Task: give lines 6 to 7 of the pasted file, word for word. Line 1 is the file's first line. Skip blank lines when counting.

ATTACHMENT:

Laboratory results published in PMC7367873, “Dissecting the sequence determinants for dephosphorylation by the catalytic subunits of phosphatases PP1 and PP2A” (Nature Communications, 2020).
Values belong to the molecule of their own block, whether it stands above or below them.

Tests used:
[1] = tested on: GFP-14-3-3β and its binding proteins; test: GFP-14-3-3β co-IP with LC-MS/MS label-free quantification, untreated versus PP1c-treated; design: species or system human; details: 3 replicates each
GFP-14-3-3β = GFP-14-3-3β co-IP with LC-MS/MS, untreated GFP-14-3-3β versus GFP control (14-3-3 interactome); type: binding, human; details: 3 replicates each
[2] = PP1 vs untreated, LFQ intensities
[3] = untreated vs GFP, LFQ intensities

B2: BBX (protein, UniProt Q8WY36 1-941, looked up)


[2] = PP1 vs untreated, LFQ intensities
[3] = untreated vs GFP, LFQ intensities